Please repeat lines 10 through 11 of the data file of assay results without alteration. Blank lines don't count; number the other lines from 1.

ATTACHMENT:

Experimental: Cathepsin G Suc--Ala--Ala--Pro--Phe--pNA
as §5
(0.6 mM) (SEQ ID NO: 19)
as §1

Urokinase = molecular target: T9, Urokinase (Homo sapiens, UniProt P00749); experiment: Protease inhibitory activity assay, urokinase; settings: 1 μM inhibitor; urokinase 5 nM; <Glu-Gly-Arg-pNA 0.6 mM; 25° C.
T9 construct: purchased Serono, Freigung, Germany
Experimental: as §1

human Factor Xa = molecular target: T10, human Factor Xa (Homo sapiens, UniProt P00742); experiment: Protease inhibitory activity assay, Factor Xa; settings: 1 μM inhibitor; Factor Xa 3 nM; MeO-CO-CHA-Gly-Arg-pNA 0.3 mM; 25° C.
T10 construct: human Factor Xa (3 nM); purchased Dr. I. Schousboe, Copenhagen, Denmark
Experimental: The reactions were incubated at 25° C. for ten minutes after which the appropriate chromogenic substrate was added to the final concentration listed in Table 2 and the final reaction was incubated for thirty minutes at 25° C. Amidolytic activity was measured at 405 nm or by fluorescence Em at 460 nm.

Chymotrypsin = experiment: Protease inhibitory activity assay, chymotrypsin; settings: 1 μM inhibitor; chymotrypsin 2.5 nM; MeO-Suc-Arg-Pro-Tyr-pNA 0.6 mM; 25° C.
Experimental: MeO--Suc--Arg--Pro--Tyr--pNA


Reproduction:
Experimental: The reactions were incubated at 25° C. for ten minutes after which the appropriate chromogenic substrate was added to the final concentration listed in Table 2 and the final reaction was incubated for thirty minutes at 25° C. Amidolytic activity was measured at 405 nm or by fluorescence Em at 460 nm.

Chymotrypsin = experiment: Protease inhibitory activity assay, chymotrypsin; settings: 1 μM inhibitor; chymotrypsin 2.5 nM; MeO-Suc-Arg-Pro-Tyr-pNA 0.6 mM; 25° C.